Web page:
An evidence-based approach

Leeds Teaching Hospitals’ move to 100 percent digitization has gained international attention not only because of its ambition, but also because of the project’s systematic deployment. “I think digital pathology has suffered in the past because it has been seen as something that a few enthusiasts have grabbed hold of and pushed to the front of the agenda,” says Williams. “I think it’s right that pathologists should be a little skeptical when they’re being asked to use a completely new method of diagnosis in their everyday practice.” As a result, the laboratory took a research-based approach to implementation. “At every step, we’ve examined the evidence, and created it where necessary. We’ve decided what equipment and workflow to use; we’ve created new protocols for efficient slide scanning and for training and validating individual pathologists in digital diagnosis; and we’ve shared and published everything we’ve learned.”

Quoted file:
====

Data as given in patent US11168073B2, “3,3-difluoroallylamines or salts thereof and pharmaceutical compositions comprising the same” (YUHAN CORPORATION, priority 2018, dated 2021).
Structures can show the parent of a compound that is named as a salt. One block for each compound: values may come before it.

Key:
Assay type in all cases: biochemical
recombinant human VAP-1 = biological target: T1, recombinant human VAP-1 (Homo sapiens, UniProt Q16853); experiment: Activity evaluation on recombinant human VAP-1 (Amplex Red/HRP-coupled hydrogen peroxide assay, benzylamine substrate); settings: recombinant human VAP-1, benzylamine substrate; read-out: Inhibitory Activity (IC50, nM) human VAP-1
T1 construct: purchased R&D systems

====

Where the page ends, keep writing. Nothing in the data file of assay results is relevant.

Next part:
Darren Treanor, Consultant Pathologist and leader of the Digital Pathology Group at Leeds, concludes, “This technology is exploding. Making a diagnosis on the computer instead of on the microscope may sound like a small step, but it’s an enormous change that we hope will allow us to use pathology for our patients’ benefit as best we can.”

The clinical use claims described in the information supplied have not been cleared or approved by the U.S. FDA or are not available in the United States.